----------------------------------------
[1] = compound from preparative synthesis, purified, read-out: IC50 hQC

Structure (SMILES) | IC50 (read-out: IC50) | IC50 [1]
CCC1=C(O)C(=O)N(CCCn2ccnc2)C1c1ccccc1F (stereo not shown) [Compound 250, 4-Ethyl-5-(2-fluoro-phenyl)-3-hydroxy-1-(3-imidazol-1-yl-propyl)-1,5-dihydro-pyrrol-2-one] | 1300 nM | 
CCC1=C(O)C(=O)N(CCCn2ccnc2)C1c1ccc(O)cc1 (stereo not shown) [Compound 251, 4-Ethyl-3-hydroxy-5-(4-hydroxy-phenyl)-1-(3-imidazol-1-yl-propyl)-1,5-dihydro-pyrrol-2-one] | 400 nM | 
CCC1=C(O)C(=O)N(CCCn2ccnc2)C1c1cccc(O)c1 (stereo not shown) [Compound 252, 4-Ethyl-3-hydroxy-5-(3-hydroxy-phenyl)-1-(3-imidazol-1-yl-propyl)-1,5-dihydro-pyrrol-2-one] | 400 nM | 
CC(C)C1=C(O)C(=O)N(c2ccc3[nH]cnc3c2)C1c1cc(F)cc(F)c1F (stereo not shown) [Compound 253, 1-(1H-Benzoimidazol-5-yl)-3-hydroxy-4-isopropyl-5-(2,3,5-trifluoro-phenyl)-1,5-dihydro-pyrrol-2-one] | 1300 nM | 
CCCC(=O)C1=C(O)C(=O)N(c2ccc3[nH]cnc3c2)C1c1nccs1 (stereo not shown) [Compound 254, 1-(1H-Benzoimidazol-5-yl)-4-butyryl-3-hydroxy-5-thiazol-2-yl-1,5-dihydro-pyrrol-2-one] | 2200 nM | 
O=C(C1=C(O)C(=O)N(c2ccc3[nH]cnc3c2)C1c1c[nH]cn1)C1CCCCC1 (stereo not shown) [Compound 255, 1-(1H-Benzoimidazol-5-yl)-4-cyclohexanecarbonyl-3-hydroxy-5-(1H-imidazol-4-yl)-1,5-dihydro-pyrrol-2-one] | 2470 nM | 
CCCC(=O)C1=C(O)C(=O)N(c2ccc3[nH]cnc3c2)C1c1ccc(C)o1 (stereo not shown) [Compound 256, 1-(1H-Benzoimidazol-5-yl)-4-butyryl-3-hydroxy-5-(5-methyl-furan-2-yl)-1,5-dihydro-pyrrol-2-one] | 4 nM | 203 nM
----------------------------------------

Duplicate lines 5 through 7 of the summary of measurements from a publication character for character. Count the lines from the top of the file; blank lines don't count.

CCC1=C(O)C(=O)N(CCCn2ccnc2)C1c1cccc(O)c1 (stereo not shown) [Compound 252, 4-Ethyl-3-hydroxy-5-(3-hydroxy-phenyl)-1-(3-imidazol-1-yl-propyl)-1,5-dihydro-pyrrol-2-one] | 400 nM | 
CC(C)C1=C(O)C(=O)N(c2ccc3[nH]cnc3c2)C1c1cc(F)cc(F)c1F (stereo not shown) [Compound 253, 1-(1H-Benzoimidazol-5-yl)-3-hydroxy-4-isopropyl-5-(2,3,5-trifluoro-phenyl)-1,5-dihydro-pyrrol-2-one] | 1300 nM | 
CCCC(=O)C1=C(O)C(=O)N(c2ccc3[nH]cnc3c2)C1c1nccs1 (stereo not shown) [Compound 254, 1-(1H-Benzoimidazol-5-yl)-4-butyryl-3-hydroxy-5-thiazol-2-yl-1,5-dihydro-pyrrol-2-one] | 2200 nM | 